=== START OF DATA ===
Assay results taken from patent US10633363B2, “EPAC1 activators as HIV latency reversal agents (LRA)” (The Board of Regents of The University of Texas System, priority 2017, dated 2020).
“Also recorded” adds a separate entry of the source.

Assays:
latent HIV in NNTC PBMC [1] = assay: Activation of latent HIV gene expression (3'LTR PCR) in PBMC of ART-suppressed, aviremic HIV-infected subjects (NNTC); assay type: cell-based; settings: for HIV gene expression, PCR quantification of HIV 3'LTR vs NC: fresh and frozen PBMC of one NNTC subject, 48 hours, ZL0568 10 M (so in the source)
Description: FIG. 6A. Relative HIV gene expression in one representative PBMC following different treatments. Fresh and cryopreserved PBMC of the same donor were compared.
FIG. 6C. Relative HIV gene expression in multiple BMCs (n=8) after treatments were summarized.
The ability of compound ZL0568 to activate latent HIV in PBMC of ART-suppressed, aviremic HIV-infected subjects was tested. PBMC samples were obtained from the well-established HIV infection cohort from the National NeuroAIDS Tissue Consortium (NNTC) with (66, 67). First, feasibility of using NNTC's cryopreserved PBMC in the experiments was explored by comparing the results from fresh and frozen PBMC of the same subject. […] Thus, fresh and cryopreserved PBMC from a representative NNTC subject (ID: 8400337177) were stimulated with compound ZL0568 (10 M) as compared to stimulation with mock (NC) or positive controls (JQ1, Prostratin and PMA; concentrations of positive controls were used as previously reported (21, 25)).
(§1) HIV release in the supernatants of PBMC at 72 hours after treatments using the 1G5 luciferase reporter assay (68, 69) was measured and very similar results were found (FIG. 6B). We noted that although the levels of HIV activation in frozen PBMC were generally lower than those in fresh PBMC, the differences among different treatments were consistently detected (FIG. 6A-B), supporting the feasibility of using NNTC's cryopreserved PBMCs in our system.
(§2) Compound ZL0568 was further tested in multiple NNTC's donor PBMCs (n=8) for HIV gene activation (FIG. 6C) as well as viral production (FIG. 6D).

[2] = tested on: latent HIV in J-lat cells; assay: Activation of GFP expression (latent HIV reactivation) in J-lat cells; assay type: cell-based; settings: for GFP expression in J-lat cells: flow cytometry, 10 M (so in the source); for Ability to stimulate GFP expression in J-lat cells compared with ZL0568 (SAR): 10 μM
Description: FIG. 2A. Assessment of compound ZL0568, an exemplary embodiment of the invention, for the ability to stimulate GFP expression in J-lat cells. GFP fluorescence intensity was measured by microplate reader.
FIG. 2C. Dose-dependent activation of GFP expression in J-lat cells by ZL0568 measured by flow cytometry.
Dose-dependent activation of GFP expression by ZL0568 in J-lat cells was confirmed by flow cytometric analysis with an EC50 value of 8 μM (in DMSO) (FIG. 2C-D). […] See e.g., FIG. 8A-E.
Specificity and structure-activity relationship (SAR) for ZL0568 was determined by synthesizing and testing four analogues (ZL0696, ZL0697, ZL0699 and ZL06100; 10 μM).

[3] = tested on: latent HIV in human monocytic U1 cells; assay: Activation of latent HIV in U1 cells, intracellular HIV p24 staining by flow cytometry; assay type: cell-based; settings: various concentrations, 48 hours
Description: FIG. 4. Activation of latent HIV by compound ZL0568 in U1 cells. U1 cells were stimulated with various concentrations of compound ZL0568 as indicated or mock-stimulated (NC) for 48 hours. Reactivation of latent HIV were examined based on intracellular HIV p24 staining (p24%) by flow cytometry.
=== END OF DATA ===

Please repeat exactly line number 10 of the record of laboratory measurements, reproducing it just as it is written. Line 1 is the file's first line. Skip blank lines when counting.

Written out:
[2] = tested on: latent HIV in J-lat cells; assay: Activation of GFP expression (latent HIV reactivation) in J-lat cells; assay type: cell-based; settings: for GFP expression in J-lat cells: flow cytometry, 10 M (so in the source); for Ability to stimulate GFP expression in J-lat cells compared with ZL0568 (SAR): 10 μM